Are you watching Shriti?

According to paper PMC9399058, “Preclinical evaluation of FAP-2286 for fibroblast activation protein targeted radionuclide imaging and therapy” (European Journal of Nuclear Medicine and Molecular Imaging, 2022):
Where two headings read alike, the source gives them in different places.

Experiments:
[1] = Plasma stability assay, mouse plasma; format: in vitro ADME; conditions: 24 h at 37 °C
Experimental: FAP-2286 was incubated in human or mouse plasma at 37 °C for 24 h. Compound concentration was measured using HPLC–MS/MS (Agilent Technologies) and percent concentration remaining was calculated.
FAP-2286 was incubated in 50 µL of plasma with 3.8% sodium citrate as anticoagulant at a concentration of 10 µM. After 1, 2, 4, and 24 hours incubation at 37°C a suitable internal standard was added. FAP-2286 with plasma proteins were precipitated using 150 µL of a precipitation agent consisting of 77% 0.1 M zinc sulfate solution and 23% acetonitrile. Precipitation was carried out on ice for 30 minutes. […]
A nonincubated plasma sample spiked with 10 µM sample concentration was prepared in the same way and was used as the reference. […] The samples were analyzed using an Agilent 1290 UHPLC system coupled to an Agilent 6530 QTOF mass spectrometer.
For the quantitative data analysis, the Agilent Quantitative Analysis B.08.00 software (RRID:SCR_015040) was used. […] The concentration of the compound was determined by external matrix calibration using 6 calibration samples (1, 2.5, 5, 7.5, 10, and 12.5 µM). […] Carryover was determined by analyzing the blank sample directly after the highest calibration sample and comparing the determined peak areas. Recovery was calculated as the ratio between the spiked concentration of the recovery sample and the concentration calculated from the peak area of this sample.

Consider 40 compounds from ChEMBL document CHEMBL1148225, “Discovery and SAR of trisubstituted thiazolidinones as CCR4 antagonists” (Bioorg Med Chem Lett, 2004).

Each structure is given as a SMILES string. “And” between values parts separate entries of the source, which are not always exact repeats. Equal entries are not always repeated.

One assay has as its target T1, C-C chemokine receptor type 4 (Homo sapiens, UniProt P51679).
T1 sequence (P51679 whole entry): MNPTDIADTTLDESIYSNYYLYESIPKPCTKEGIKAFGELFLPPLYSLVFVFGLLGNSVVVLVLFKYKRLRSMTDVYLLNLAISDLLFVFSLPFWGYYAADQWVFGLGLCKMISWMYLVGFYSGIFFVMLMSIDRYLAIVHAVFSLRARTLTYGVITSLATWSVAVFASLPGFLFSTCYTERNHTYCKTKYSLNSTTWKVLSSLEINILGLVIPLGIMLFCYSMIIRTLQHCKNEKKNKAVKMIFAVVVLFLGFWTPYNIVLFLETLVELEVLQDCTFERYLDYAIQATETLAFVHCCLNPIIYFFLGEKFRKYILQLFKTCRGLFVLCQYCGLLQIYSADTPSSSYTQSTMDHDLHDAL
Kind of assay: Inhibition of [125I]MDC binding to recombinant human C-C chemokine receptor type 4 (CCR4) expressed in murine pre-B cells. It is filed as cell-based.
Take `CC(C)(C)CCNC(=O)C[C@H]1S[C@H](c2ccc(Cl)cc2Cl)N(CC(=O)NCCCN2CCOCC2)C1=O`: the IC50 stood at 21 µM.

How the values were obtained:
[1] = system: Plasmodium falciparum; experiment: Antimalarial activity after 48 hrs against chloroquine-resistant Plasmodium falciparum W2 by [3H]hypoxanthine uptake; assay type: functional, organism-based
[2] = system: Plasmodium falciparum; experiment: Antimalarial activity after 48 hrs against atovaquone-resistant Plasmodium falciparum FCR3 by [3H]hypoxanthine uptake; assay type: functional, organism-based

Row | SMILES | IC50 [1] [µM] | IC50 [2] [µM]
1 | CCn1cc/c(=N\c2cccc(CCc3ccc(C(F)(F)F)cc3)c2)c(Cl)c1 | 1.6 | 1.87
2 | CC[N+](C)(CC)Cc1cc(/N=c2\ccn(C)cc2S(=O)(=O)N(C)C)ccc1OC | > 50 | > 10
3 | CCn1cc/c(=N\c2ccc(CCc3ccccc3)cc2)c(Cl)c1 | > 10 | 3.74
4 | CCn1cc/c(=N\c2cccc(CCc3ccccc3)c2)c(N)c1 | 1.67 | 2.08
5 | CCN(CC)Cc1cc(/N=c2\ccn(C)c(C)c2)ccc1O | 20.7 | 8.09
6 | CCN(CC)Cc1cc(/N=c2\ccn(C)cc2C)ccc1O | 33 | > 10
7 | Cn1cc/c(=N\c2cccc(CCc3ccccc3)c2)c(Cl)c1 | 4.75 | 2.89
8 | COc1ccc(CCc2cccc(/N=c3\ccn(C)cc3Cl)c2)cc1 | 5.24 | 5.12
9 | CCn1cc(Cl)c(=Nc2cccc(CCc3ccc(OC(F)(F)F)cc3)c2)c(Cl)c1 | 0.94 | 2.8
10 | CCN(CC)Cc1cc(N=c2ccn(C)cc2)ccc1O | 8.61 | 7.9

It’s not said often enough, so we’ll say it. Entrepreneurs give plenty back, create wealth, share knowledge and actively look to improve society. There you go.What prompted today’s little backslap? Seeing the sterling work Tristram and Rebecca Mayhew, husband and wife founders of high-wire forest adventure site Go Ape, and Tim Campbell, founder of the Bright Ideas Trust, in a bid to raise £1m for the Prince’s Trust.Tristram, Rebecca and Tim were the faces behind yesterday’s launch of the Million Makers initative, marking the 25th anniversary of the Prince’s Trust’s Business Programme, which itself has helped more than 70,000 young people into business since 1983 but needs £1million every month to continue its vital work.The initative will see employees from 50 companies including The Royal Bank of Scotland, Accenture, Axa and Oracle competing in various challenges and start their own enterprises in a bid to raise the cash."Million Makers is a unique initiative for budding corporate high-flyers; not only will it help The Prince's Trust to raise £1million, but it provides a structured learning and development opportunity for companies and participants," said Tim.Great work guys and we salute you. Just one question: why isn’t the government putting in the same effort to support an organisation that’s contributed more than its fair share back to economy? It used to match, pound-for-pound, funds The Prince’s Trust raised, so why doesn’t it now?That question was asked to Shriti Vadera, Parliamentary Under-Secretary of State for Business and Competitiveness, at a Prince’s Trust event in May. She denied all knowledge of this fact but insisted she’d look into it. Any update yet, Shriti?

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